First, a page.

Relais & Chateaux has launched its new 2010 list of members and announced its first new “urban” members, with the five-star Connaught in London being foremost among them.
Jaume Tapies, international president of Relais & Chateaux said the Association was targeting over 50 cities to augment its existing membership of country hotels and restaurants.
The move into city-centre hotels is a new one for the Association, whose 475 members, geographically, are distributed in France (one third), rest of Europe (one third) and the rest of the world (one third). CEO Jacques-Olivier Chauvin told Business Traveller that between 20 to 30 percent of guests at the properties are on corporate business, and that the predominantly leisure image of the association was in part, to attract business travellers.
“Our corporate travellers choose us because they don’t want to stay in a “cookie-cutter” corporate hotel, and if they have a meeting at the hotel, it helps to be able to invite someone to a hotel such as ours, rather than one of those other hotels,” he said. “They want a place with a good restaurant and without the “image” of a corporate hotel, and so that plays to our advantage.”
The remainder of the corporate business comes from exclusive use of the properties, which have an average size of only 25 rooms, and here again, Mr Chauvin said that they were perfect for high level and discreet corporate retreats, and that the best marketing for that kind of business was that the corporate travellers had often visited for pleasure, rather than business. Nevertheless, a meeting planner visiting the Relais & Chateaux website would probably conclude that the emphasis on leisure business under-sold this aspect of the Relais & Chateaux corporate offering.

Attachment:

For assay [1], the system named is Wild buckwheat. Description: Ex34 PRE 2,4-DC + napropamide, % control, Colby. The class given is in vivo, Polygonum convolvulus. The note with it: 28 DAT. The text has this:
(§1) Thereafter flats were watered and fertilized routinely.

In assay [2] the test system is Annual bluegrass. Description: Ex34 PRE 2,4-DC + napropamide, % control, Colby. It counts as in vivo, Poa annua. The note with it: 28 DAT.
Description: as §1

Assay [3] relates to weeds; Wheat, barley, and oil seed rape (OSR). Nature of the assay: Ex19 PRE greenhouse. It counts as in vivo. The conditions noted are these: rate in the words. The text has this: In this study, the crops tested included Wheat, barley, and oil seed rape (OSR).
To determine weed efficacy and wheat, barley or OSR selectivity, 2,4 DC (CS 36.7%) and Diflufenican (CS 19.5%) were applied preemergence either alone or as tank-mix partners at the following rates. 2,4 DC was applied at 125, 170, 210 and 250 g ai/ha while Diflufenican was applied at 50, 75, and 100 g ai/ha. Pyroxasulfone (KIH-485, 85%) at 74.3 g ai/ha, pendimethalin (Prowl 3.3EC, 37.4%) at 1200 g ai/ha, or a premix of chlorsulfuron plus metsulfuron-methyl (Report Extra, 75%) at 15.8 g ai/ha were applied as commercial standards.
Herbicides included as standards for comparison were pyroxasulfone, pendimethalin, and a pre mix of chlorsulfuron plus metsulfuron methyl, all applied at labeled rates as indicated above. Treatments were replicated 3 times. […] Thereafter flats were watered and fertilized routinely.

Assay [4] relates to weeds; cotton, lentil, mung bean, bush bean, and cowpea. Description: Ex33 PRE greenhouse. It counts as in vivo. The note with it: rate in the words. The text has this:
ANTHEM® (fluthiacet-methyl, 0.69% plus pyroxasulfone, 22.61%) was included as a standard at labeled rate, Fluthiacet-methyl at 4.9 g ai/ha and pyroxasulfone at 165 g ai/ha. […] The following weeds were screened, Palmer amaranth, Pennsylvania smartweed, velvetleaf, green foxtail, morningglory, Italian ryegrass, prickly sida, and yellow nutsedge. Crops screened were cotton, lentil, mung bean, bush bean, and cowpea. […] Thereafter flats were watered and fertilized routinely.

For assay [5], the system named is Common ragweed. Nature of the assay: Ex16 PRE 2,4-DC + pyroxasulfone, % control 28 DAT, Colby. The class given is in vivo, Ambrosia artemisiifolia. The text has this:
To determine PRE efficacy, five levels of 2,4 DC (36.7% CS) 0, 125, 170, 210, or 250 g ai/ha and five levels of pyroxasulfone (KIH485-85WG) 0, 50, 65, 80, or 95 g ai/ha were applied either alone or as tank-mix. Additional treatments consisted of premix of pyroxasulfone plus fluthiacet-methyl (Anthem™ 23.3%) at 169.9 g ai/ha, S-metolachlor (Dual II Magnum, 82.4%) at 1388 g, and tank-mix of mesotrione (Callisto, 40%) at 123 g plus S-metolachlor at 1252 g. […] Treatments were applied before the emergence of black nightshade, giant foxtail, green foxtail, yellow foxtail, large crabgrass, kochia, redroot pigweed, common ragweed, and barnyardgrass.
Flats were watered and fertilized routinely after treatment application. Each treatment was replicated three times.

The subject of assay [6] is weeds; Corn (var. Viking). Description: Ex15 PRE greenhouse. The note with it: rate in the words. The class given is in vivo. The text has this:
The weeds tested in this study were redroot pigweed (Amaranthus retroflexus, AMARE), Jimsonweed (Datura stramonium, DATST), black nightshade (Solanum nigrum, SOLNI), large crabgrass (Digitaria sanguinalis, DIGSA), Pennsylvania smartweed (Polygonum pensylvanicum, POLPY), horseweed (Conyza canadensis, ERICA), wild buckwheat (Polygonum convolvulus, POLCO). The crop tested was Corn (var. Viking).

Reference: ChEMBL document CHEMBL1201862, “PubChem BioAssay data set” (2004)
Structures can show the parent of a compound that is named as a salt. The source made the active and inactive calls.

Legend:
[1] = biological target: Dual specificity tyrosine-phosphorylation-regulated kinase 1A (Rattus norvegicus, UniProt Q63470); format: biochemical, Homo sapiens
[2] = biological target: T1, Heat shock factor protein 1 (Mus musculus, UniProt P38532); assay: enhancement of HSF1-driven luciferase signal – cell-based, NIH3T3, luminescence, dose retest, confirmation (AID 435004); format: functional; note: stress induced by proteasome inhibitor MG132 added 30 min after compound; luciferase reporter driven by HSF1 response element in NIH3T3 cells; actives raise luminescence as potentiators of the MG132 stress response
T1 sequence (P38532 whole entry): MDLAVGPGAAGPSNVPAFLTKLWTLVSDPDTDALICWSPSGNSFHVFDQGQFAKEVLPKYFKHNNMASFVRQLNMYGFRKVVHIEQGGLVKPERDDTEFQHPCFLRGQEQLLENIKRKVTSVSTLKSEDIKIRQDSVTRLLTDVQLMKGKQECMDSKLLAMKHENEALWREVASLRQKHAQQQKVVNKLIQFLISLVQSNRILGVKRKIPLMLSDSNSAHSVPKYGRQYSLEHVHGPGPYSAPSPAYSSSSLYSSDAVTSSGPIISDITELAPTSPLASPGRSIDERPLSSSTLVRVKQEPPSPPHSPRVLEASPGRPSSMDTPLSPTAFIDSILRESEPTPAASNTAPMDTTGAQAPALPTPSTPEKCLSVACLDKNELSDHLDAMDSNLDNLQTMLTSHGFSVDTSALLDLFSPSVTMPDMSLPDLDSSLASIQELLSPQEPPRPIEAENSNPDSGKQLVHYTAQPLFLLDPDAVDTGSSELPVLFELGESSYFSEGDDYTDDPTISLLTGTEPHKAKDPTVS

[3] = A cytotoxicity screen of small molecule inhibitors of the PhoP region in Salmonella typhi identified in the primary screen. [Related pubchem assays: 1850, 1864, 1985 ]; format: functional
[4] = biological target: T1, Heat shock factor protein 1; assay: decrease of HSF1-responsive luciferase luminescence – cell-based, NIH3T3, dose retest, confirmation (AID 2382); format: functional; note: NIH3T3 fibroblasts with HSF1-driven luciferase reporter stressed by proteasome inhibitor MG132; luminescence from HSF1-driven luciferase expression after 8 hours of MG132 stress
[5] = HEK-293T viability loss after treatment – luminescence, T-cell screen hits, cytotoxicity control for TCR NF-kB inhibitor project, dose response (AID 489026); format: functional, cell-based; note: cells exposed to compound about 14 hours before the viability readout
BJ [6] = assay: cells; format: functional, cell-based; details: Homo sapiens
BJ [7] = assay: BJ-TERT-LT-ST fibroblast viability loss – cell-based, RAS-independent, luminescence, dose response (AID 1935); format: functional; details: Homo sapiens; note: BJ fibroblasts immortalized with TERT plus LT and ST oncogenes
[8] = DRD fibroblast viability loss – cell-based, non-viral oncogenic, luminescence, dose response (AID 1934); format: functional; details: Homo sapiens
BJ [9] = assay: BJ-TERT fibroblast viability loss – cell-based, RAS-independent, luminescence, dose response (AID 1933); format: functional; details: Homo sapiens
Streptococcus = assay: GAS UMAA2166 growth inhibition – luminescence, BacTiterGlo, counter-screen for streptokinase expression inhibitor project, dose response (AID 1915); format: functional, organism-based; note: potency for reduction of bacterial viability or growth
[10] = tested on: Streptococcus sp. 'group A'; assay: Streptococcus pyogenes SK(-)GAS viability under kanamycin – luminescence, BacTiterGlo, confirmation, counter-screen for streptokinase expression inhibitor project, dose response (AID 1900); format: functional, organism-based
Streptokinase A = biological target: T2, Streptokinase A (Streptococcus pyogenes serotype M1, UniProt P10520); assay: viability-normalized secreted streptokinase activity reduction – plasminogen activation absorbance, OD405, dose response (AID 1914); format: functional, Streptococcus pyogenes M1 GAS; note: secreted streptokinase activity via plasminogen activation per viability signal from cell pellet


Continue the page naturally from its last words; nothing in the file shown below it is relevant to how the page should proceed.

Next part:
The focus on city hotels however, is new. The general manager of The Connaught for the last 30 years, Anthony Lee said that membership of Relais & Chateaux would help the hotel, attracting more travellers from Europe and particularly France.
“We have a relatively high exposure in the US market, but since we are not a destination [hotel] brand for London, we are looking for more exposure in Europe, France especially, and also the UK market,” he said.
The hotel is part of the Maybourne Group (formerly Savoy Group) which includes Claridges in Mayfair and the Berkeley in Knightsbridge. The property has had in excess of £70 million plus spent on it in recent years, including a period of closure in 2007, and now has 121 rooms, new meetings facilities as well as an Aman spa in a new building on Adam Street and a Michelin-starred restaurant – with French chef Helene Darroze.
Report by Tom Otley